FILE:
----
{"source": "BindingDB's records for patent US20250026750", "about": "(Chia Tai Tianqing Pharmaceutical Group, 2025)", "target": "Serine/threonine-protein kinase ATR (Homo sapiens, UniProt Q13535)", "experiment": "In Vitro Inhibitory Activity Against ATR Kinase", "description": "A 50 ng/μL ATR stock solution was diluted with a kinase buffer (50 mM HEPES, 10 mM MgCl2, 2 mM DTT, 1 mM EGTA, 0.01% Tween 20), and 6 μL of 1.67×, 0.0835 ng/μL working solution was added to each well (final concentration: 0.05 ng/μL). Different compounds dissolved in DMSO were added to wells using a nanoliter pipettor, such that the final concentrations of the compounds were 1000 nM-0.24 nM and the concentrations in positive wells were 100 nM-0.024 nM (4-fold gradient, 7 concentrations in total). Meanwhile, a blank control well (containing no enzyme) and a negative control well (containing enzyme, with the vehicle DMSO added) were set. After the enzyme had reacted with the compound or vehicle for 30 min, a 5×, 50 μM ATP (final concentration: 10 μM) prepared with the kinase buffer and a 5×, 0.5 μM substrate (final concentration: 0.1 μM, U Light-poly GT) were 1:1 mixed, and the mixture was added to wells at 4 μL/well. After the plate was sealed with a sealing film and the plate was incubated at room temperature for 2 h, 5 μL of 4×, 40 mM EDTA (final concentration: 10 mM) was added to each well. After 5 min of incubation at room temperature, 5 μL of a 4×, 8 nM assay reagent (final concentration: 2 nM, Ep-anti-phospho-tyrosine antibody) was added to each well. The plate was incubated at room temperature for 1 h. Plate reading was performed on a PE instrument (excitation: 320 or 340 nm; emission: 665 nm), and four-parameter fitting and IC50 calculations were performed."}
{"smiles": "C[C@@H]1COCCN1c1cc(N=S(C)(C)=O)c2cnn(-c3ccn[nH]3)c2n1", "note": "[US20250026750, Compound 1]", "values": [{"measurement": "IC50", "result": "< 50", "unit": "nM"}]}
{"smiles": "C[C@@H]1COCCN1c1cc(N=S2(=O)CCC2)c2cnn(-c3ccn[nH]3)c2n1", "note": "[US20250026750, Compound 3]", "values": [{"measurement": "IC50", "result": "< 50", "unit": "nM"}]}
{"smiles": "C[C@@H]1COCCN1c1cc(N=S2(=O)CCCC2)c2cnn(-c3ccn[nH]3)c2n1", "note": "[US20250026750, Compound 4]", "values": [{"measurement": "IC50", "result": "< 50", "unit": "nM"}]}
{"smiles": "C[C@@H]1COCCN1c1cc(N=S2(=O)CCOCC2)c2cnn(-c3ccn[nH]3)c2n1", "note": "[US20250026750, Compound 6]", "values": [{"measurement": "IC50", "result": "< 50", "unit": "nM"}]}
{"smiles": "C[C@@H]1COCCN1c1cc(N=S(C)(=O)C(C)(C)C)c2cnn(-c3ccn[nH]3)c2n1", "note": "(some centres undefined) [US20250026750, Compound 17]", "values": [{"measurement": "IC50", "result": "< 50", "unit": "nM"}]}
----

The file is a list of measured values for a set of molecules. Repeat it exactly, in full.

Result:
{"source": "BindingDB's records for patent US20250026750", "about": "(Chia Tai Tianqing Pharmaceutical Group, 2025)", "target": "Serine/threonine-protein kinase ATR (Homo sapiens, UniProt Q13535)", "experiment": "In Vitro Inhibitory Activity Against ATR Kinase", "description": "A 50 ng/μL ATR stock solution was diluted with a kinase buffer (50 mM HEPES, 10 mM MgCl2, 2 mM DTT, 1 mM EGTA, 0.01% Tween 20), and 6 μL of 1.67×, 0.0835 ng/μL working solution was added to each well (final concentration: 0.05 ng/μL). Different compounds dissolved in DMSO were added to wells using a nanoliter pipettor, such that the final concentrations of the compounds were 1000 nM-0.24 nM and the concentrations in positive wells were 100 nM-0.024 nM (4-fold gradient, 7 concentrations in total). Meanwhile, a blank control well (containing no enzyme) and a negative control well (containing enzyme, with the vehicle DMSO added) were set. After the enzyme had reacted with the compound or vehicle for 30 min, a 5×, 50 μM ATP (final concentration: 10 μM) prepared with the kinase buffer and a 5×, 0.5 μM substrate (final concentration: 0.1 μM, U Light-poly GT) were 1:1 mixed, and the mixture was added to wells at 4 μL/well. After the plate was sealed with a sealing film and the plate was incubated at room temperature for 2 h, 5 μL of 4×, 40 mM EDTA (final concentration: 10 mM) was added to each well. After 5 min of incubation at room temperature, 5 μL of a 4×, 8 nM assay reagent (final concentration: 2 nM, Ep-anti-phospho-tyrosine antibody) was added to each well. The plate was incubated at room temperature for 1 h. Plate reading was performed on a PE instrument (excitation: 320 or 340 nm; emission: 665 nm), and four-parameter fitting and IC50 calculations were performed."}
{"smiles": "C[C@@H]1COCCN1c1cc(N=S(C)(C)=O)c2cnn(-c3ccn[nH]3)c2n1", "note": "[US20250026750, Compound 1]", "values": [{"measurement": "IC50", "result": "< 50", "unit": "nM"}]}
{"smiles": "C[C@@H]1COCCN1c1cc(N=S2(=O)CCC2)c2cnn(-c3ccn[nH]3)c2n1", "note": "[US20250026750, Compound 3]", "values": [{"measurement": "IC50", "result": "< 50", "unit": "nM"}]}
{"smiles": "C[C@@H]1COCCN1c1cc(N=S2(=O)CCCC2)c2cnn(-c3ccn[nH]3)c2n1", "note": "[US20250026750, Compound 4]", "values": [{"measurement": "IC50", "result": "< 50", "unit": "nM"}]}
{"smiles": "C[C@@H]1COCCN1c1cc(N=S2(=O)CCOCC2)c2cnn(-c3ccn[nH]3)c2n1", "note": "[US20250026750, Compound 6]", "values": [{"measurement": "IC50", "result": "< 50", "unit": "nM"}]}
{"smiles": "C[C@@H]1COCCN1c1cc(N=S(C)(=O)C(C)(C)C)c2cnn(-c3ccn[nH]3)c2n1", "note": "(some centres undefined) [US20250026750, Compound 17]", "values": [{"measurement": "IC50", "result": "< 50", "unit": "nM"}]}